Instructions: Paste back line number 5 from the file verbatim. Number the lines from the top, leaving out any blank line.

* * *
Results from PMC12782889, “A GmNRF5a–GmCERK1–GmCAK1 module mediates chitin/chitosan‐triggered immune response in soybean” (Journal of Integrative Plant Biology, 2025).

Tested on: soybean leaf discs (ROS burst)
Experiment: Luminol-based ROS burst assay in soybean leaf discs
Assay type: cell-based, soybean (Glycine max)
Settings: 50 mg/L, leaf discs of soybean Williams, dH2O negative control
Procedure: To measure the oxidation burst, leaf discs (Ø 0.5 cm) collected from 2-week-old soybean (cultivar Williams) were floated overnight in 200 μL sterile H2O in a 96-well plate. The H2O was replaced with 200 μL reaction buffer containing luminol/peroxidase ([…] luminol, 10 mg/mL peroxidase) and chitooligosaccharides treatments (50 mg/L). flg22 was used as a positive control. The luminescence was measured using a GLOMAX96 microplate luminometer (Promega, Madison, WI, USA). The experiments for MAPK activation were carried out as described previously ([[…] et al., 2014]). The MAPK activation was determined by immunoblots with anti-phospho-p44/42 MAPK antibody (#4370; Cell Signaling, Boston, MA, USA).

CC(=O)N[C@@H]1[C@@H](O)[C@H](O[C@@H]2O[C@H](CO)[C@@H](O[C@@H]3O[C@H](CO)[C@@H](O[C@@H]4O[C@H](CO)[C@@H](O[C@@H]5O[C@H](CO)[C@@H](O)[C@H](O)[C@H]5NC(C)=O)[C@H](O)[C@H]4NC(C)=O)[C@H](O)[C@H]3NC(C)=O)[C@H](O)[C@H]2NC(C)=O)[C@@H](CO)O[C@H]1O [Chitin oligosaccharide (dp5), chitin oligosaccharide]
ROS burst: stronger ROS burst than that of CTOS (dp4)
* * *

Settings: 50 mg/L, leaf discs of soybean Williams, dH2O negative control